Experts encourage African governments, firms to examine biometric risks
An African biometrics consultancy recently outlined the risks of biometric adoption for African governments and commercial concerns in an article published in AllAfrica.com.
Research analysts at the research laboratory of Namibia Biometrics Systems (NBS), a firm which conducts applied research in biometric system implementation for both government and commercial organizations, have outlined the most common problems when implementing biometrics based solutions.
According to Dr. Risco Mutelo, one of the most common pitfalls are that “governments and commercial companies don’t have the technical in-house expertise to properly manage or oversee the implementation of biometric technology and lack essential project management skills and resources. As a result, the project management team fails to realistically identify possible sources of risk and to consider any mitigating factors and provide appropriate responses. This can lead to the project being poorly managed, risking the safety of the biometrics data, risking the project completion timeframe and provide the vendors of the technology a central role in the implementation of the technology without proper oversight. The issue of identity management and protecting people’s identities is one of the core responsibilities that companies have when implementing biometrics based solution.”
Dr. Mutelo also identifies vendor consultation and tender selection as major issues. In terms of consultation, he notes: “Sufficient time for consultations with technical experts before, during and after implementation is critical to the success of the project. Generally, governments and commercial companies are not prepared for the complexities of implementing biometrics based solutions, and either are not aware or lack the understanding of why consultation with a local specialist is critical. Consultation is also essential for successful project plan.”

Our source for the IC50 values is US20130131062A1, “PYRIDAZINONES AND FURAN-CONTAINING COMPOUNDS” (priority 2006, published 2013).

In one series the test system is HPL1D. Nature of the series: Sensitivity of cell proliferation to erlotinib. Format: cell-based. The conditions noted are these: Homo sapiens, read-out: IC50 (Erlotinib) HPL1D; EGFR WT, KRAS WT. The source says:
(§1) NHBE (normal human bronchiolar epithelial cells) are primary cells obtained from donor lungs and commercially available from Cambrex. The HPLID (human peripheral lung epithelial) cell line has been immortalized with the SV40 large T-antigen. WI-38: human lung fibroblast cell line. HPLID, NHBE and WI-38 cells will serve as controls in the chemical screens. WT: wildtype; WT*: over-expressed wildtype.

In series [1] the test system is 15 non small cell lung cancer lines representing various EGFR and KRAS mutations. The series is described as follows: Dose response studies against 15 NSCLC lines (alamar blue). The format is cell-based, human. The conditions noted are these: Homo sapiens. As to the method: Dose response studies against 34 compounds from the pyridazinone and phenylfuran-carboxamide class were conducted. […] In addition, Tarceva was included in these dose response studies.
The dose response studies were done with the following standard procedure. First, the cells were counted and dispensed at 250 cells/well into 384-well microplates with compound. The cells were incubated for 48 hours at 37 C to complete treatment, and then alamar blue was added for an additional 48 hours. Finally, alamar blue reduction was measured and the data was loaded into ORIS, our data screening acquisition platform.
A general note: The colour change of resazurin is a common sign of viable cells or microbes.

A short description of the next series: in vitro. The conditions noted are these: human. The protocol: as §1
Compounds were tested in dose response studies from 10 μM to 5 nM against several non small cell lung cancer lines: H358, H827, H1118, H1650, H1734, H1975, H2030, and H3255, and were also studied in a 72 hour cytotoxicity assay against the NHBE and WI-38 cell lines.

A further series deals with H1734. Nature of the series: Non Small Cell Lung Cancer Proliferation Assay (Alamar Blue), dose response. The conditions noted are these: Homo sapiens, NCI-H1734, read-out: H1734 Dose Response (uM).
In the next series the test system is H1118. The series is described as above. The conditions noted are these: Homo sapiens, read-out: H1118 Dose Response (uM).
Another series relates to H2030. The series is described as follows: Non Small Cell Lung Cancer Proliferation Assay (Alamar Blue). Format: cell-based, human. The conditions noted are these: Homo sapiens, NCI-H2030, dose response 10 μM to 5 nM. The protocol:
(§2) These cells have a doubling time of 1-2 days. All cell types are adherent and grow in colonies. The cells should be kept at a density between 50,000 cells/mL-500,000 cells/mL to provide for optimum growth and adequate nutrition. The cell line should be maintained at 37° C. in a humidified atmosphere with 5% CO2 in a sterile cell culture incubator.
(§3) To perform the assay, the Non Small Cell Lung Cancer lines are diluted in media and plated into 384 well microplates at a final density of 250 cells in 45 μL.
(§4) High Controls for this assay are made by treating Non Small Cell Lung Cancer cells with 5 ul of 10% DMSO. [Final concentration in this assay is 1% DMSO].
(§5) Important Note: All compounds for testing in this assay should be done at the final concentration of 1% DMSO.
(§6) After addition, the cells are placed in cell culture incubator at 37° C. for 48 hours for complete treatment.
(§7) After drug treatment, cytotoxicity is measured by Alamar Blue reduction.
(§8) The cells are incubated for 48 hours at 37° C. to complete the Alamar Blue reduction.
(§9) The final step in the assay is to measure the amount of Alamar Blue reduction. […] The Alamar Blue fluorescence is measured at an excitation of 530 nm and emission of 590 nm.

He also notes: “Governments and private companies tend to place significant trust on tender winning companies, which have very different priorities. These conflicting priorities can have dangerous implications for the implementation of the project. In addition, governments and private companies tend to lack the knowledge and understanding of the technology, and therefore don’t have the skills and experts to eliminate tendering companies with limited or no experience with the technology.”
Dr. Mutelo unsurprisingly suggests that governments and commercial operators should obtain the services of a consultancy before they make concrete decisions about biometric implementation.